The second movement follows without a break, Melancholicus again playing muted. He starts mumbling to himself; Sanguineus replies frivolously. They continue, playing contrasting themes until (at the end of the movement) Sanguineus asks the other to join him. Getting nowhere, he asks him strongly (one single note); meeting only silence, he asks again more politely. Melancholicus, having removed his mute, lets himself be moved, and indicates his change of mind by imitating a six-note phrase of Sanguineus. Sanguineus continues it, Melancholicus repeats it to show his steadfastness, then both conclude the Adagio in unanimity. This unanimity remains throughout the Allegro; since Sanguineus has won the argument, he politely lets Melancholicus begin, and the two instruments converse in a friendly manner.

Friendly discourse is the pattern of the relationship between the two violins in the Trio Sonata in B flat, written in 1754. The upper instruments either alternate in amicable dialogue or move together in parallel thirds and sixths. The quick changes of mood which are characteristic of the keyboard sonatas are less in evidence here. The muted main theme of the slow movement makes one wonder whether Mozart knew it. The pizzicato theme derives from the bass part, which is thematically more integrated with the violin parts than in the other movements. In the last movement, the violin writing is more imitative in texture.

Although much of his chamber music was published, C P E Bach’s fame depended more on his solo keyboard music and especially his instruction book on harpsichord-playing, Versuch über die wahre Art das Clavier zu spielen (‘Essay on the true art of playing the keyboard’), published in 1753. In many respects, the move to Hamburg caused a significant change in his output, and he concentrated particularly on church music. But he continued to write for the keyboard, especially for the clavichord, for which he produced music of a great emotional intensity. The dance La Folia was first noted two centuries earlier in Spain, and became popular in Italy earlier in the seventeenth century. Eighteenth-century composers knew it chiefly from Corelli’s variations for violin and continuo (Op 5 No 12), and its chord sequence became a frequent basis for similar treatment. Bach’s variations, written in 1776, are alternately expressive and virtuosic.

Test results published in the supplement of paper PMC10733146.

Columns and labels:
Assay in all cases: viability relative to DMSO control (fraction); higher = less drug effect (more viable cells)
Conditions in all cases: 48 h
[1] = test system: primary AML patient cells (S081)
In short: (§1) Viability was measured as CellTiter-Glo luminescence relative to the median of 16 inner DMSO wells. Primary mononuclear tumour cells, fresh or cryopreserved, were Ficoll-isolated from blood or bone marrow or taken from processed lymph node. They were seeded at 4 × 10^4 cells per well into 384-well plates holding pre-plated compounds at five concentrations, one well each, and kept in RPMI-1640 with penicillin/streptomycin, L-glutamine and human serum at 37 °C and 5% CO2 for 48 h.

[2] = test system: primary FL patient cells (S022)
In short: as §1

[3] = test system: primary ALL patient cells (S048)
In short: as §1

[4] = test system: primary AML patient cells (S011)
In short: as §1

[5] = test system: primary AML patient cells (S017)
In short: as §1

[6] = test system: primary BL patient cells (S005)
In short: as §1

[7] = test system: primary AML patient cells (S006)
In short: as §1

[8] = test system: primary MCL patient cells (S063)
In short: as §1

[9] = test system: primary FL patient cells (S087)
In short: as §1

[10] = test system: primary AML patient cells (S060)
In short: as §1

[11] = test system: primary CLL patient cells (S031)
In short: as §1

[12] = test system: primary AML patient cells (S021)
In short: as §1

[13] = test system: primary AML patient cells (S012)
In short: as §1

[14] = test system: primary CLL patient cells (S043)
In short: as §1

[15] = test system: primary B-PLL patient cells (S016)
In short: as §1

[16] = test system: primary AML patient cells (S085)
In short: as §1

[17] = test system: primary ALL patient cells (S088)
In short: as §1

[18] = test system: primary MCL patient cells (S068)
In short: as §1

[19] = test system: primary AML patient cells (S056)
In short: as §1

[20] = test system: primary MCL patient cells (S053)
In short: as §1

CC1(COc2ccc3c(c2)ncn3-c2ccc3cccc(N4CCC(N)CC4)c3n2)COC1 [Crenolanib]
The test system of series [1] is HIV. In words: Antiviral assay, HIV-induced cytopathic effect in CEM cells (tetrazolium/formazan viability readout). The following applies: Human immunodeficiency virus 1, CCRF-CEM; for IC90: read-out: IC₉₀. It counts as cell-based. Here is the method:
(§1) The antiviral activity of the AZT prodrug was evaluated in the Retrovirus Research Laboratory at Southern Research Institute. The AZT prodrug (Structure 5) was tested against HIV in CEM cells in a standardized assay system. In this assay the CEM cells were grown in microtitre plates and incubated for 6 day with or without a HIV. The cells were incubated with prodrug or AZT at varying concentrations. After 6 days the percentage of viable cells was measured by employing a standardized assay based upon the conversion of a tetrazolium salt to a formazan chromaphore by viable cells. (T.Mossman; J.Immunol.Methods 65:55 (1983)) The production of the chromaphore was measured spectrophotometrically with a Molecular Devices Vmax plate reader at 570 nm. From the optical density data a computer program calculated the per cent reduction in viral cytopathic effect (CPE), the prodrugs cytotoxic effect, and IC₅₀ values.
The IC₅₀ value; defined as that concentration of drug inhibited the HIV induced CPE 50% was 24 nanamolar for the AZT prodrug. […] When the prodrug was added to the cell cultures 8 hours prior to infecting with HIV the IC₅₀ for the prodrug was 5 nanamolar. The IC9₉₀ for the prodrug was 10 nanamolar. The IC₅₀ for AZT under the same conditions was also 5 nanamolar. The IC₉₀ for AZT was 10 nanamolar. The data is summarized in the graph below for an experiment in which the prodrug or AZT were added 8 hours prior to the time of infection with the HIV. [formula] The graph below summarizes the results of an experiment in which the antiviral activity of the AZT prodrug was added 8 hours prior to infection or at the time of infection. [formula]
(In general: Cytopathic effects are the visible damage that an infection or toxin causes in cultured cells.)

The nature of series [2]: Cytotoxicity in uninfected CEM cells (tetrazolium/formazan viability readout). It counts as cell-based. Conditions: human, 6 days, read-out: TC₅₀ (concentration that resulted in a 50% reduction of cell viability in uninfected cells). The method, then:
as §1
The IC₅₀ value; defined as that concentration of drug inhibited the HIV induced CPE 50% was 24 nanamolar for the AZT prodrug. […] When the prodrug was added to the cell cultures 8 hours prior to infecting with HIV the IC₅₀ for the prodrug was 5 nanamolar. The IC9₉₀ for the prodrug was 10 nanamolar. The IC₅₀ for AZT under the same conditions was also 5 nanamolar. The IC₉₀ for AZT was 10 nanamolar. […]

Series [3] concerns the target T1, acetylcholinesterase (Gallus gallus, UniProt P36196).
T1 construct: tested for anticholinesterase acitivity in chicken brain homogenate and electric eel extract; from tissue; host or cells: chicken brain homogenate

Clifford Bartlett © 1988


Other albums in this series
'La Folia' (CDA67035)
La Folia
'Vivaldi: La Folia & other works' (CDH55231)
Vivaldi: La Folia & other works
MP3 £4.99FLAC £4.99ALAC £4.99Buy by post £5.50 CDH55231  Helios (Hyperion's budget label)  
'Scarlatti: La Folia & other works' (CDH55233)
Scarlatti: La Folia & other works
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'Geminiani: La Folia & other works' (CDH55234)
Geminiani: La Folia & other works
MP3 £4.99FLAC £4.99ALAC £4.99Buy by post £5.50 CDH55234  Helios (Hyperion's budget label)  
'Marais: La Folia & other works' (CDH55235)
Marais: La Folia & other works
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'Corelli: La Folia & other works' (CDH55240)
Corelli: La Folia & other works